Community is Not a Luxury

community-not-luxury

When I was growing up, time with friends was a luxury— an encouraged luxury, but a luxury nonetheless. I don’t think my experience is unique. Most of us grew up hearing things like:

“You can play next door when you finish your homework.”

“You can go if your room is clean.”

“You have a test tomorrow, so you should be in bed early.”

It makes sense. Kids want to have fun, and while I’m sure our parents also wanted us to have fun, they were also burdened with the task of teaching us responsibility, self-discipline, and wise stewardship of our time and education. Playing (“hanging out”, once you hit puberty) with friends was an extra thing, an activity of secondary importance compared to our real responsibilities.

Unfortunately, this mindset is problematic as a Christian. It’s not problematic because our responsibilities are less important, but because Scripture actually communicates that our friendships, our community, is quite an important responsibility in and of itself.

So how should we view community the way that God intends for us to? Let’s see how Scripture answers these questions:


Who comprises our community?

“And his mother and his brothers came, and standing outside they sent to him and called him.  And a crowd was sitting around him, and they said to him, ‘Your mother and your brothers are outside, seeking you.’  And he answered them, ‘Who are my mother and my brothers?’  And looking about at those who sat around him, he said, “Here are my mother and my brothers! For whoever does the will of God, he is my brother and sister and mother.'” – Mark 3:31-35

“For just as the body is one and has many members, and all the members of the body, though many, are one body, so it is with Christ.  For in one Spirit we were all baptized into one body –Jews or Greeks, slaves or free– and all were made to drink of one Spirit.” – 1 Corinthians 12:12-13

When we are reconciled with God through the blood of Jesus Christ, we are welcomed into a new family and made a member of Christ’s body. Other Christians are our community because they have also been welcomed into this family, and are different members of the same body!


What is community?

This is most assuredly not an exhaustive list, but here are some essential elements/purposes of community:

  • Unity

Before Jesus is arrested, He offers up a prayer to the Father on our behalf. Part of this prayer is for our unity: “The glory that you have given me I have given to them, that they may be one even as we are one, I in them and you in me, that they may become perfectly one, so that the world may know that you sent me and loved them even as you loved me.” (John 17: 22-23). The unity of believers communicates to a watching world the love of God in Christ.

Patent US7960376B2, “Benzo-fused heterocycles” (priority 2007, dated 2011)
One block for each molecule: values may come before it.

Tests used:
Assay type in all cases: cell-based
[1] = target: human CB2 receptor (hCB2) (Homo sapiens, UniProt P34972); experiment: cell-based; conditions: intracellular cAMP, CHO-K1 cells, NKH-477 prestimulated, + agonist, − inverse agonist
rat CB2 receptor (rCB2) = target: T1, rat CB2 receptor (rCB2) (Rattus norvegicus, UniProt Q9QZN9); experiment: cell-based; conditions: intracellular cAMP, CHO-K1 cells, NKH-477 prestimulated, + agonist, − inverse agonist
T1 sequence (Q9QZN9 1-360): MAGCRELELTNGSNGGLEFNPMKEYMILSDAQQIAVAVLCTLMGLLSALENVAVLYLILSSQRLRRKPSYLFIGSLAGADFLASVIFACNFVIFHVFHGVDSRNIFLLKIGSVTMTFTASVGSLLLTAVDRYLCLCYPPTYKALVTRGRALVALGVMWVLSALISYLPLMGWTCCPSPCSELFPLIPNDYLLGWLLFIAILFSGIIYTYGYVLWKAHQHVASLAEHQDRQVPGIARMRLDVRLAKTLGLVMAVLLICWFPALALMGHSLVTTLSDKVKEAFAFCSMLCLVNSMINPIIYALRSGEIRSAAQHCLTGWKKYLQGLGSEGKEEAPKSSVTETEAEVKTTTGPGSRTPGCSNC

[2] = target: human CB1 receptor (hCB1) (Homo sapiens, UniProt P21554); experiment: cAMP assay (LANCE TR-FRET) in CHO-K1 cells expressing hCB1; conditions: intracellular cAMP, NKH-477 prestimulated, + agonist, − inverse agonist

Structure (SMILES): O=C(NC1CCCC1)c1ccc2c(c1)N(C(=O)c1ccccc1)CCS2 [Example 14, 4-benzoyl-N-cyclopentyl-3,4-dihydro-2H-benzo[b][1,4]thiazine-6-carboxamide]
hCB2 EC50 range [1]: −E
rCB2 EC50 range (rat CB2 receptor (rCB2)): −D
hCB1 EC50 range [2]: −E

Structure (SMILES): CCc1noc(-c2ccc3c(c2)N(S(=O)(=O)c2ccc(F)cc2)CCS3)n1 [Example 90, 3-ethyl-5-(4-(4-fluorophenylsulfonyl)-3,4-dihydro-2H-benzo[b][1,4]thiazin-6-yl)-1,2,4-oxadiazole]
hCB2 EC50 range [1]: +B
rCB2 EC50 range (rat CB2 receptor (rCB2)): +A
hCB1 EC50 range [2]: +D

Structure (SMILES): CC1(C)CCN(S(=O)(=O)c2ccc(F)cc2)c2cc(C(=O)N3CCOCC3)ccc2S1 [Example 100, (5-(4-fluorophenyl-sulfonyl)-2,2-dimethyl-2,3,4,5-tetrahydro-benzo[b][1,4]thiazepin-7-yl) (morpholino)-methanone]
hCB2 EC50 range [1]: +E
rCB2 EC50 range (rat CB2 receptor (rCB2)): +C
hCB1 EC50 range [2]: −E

• Building up in Christ

“And he gave the apostles, the prophets, the evangelists, the shepherds and teachers, to equip the saints for the work of ministry, for building up the body of Christ, until we all attain to the unity of the faith and of the knowledge of the Son of God.” (Ephesians 4:11-13). Until we have perfect unity of faith and perfect knowledge of Jesus, we need other Christians in our lives.

  • Accountability

“Brothers, if anyone is caught in any transgression, you who are spiritual should restore him in a spirit of gentleness.” (Galatians 6:1). We have the privilege and the responsibility of helping our brothers and sisters fight sin.

  • Praying for Each Other & Defending Each Other

“Finally, be strong in the Lord and in the strength of his might.  Put on the whole armor of god, that you may be able to stand against the schemes of the devil…. praying at all times in the Spirit, with all prayer and supplication. To that end keep alert with all perseverance, making supplication for all the saints.” (Ephesians 6:10-11, 18). Walking with God is hard! We need to be praying for each other.

  • Evangelism

“By this all people will know that you are my disciples, if you have love for one another.” (John 13:35). Spending time with other Christians presents opportunities to bring people in and demonstrate the love of Christ to them.

  • Enjoyment of Jesus & Each Other

“And day by day, attending the temple together and breaking bread in their homes, they received their food with glad and generous hearts, praising God and having favor with all the people.” (Acts 2:46). God is glorified when we enjoy what He has given us- including each other.


What isn’t community?

Clearly, Scripture has a lot to say about what community is, so it doesn’t take too much work to figure out what community isn’t, but I do think it’s important to emphasize that community isn’t just friends hanging out.  It isn’t an escape from more unpleasant activities or a treatment for your stress. If we begin to think of community in those terms, it’s easy to cut it out when we perceive that other responsibilities are more worthy of our time and attention.

Community is Not a Luxury

Community is not a luxury; it is a necessity. Be encouraged! You have the freedom to prioritize body-of-Christ friendships. You have the freedom to make things like going to church, going to your small group/Bible study, and having regular accountability time immovable rocks in your schedule.

It is clear in Scripture that being a part of a Christian community is not a recommendation, it’s a requirement; so if you’re not connected to a body of believers, make that happen as soon as possible. Get involved and invested in a local church; get connected to a small group if possible. If you are a college student, in addition to being a part of a local church, get involved in a small group with a ministry that is reaching your campus with the gospel.  Because involvement in community is part of God’s design for your growth, in community you will find a wealth of joy pointing you to the wealth of love in Christ.

-Kelsey Gould, University of Illinois Cru Staff